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> It use jmp *%rax for switch case. The trick only remove the unused default
> case.

The real goal of the trick would be to have different copies of 'jmp
%rax' after each opcode (given the expansion of 'vmdispatch' at the end
of each instruction).

In a typical loop, the VM hardly executes twice the same opcode in
sequence, so the jump prediction of a single jump is very poor. However,
we can expect that the frequency of a given instruction being followed by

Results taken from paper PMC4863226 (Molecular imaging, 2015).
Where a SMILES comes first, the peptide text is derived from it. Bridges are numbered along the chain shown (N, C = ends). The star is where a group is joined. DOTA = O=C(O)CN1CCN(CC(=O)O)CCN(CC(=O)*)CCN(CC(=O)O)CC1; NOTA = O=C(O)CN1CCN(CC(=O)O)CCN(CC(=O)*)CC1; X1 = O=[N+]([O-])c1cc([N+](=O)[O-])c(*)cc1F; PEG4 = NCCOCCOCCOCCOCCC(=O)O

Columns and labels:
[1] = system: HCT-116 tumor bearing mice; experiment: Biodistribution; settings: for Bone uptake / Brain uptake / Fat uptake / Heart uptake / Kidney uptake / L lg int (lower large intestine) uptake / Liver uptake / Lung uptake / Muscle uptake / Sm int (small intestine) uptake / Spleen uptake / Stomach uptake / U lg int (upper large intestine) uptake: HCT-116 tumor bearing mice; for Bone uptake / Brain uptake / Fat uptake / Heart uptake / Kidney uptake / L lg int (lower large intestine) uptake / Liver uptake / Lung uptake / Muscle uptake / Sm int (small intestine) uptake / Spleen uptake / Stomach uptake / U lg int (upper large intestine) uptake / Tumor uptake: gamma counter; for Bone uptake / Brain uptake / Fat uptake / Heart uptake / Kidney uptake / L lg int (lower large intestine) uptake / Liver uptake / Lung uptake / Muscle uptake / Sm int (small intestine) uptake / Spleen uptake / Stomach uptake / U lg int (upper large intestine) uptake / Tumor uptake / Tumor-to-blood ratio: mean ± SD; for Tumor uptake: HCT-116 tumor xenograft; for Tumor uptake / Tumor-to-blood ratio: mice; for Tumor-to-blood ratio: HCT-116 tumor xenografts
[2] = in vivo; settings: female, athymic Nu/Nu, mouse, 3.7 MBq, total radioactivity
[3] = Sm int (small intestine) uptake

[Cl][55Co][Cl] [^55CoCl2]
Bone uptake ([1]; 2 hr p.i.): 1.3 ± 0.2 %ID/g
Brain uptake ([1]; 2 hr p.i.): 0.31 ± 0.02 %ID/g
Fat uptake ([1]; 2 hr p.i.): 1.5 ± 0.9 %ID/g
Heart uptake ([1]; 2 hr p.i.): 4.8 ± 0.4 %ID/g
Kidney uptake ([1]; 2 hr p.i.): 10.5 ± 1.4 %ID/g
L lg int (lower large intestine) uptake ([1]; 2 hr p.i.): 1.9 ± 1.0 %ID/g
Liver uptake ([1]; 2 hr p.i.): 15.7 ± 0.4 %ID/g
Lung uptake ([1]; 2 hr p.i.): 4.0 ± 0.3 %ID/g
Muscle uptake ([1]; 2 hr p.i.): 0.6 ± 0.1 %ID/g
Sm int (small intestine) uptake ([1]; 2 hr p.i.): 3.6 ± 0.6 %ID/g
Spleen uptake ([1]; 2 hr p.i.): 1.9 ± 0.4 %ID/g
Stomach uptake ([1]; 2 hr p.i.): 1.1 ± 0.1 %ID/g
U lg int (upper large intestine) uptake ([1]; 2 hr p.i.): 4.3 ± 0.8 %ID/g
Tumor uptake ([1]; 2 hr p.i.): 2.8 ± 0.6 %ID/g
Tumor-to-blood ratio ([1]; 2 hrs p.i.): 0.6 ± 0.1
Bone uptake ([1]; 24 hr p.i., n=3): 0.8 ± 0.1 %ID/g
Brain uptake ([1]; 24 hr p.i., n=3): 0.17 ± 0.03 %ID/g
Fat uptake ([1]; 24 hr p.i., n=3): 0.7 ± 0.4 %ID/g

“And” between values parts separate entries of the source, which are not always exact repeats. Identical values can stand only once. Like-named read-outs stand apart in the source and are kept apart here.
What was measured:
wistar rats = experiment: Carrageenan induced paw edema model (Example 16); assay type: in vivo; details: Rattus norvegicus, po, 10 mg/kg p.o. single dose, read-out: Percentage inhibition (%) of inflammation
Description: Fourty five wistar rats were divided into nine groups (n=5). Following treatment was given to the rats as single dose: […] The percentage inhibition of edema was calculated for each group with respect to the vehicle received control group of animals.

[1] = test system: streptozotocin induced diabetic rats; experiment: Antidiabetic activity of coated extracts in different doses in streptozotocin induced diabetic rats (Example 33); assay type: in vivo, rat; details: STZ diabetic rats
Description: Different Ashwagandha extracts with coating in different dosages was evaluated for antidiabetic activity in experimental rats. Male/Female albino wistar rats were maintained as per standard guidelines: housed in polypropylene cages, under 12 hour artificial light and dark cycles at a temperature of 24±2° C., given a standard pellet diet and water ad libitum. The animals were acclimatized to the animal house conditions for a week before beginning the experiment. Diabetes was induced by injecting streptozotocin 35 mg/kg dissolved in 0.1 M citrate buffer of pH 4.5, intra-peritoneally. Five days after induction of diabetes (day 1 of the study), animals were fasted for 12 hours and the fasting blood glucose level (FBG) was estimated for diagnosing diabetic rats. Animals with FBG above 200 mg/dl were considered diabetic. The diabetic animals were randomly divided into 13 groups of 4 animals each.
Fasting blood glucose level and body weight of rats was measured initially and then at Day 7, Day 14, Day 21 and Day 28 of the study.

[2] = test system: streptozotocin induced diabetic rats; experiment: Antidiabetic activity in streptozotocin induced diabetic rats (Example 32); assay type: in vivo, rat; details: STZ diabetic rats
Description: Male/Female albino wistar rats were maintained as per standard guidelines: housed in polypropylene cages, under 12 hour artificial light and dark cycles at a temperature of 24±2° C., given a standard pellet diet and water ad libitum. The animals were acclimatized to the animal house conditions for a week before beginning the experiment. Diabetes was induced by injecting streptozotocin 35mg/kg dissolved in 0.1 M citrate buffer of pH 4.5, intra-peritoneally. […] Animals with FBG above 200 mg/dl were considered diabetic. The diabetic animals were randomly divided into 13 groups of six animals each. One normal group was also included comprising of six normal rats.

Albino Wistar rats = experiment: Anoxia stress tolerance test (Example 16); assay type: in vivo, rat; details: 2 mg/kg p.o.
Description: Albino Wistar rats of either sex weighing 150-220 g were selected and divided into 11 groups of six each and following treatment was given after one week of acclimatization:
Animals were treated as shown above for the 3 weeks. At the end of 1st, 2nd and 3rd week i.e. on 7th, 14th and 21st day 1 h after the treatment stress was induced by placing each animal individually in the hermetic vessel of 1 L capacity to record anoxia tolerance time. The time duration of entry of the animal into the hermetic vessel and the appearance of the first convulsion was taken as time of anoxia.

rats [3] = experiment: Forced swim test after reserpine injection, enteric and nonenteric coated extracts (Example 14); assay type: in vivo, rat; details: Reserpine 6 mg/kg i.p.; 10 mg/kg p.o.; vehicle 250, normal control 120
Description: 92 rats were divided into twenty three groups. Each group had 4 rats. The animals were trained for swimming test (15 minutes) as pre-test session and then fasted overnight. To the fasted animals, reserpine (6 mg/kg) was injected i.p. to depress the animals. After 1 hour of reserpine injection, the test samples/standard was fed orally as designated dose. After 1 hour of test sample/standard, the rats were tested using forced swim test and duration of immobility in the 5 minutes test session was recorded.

other particular fixed instruction can be high. For instance, consider
the following loop:

	5	[2]	FORPREP  	1 1	; to 7
	6	[3]	ADD      	0 0 4
	7	[2]	FORLOOP  	1 -2	; to 6

ADD is always followed by FORLOOP which is always followed by ADD. So,
if we have different jump instructions ('jmp %rax') at the end of
each opcode, they would hava a 100% hit rate. By contrast, a unique
'jmp %rax' for both instructions (which happens when we use a switch)
would have a 0% hit rate.

Unfortunately, many compilers "optimize" this kind of code, unifying
the different copies of 'vmdispatch' into one to reduce code size,
and therfore they kill that kind of gain. :-(

-- Roberto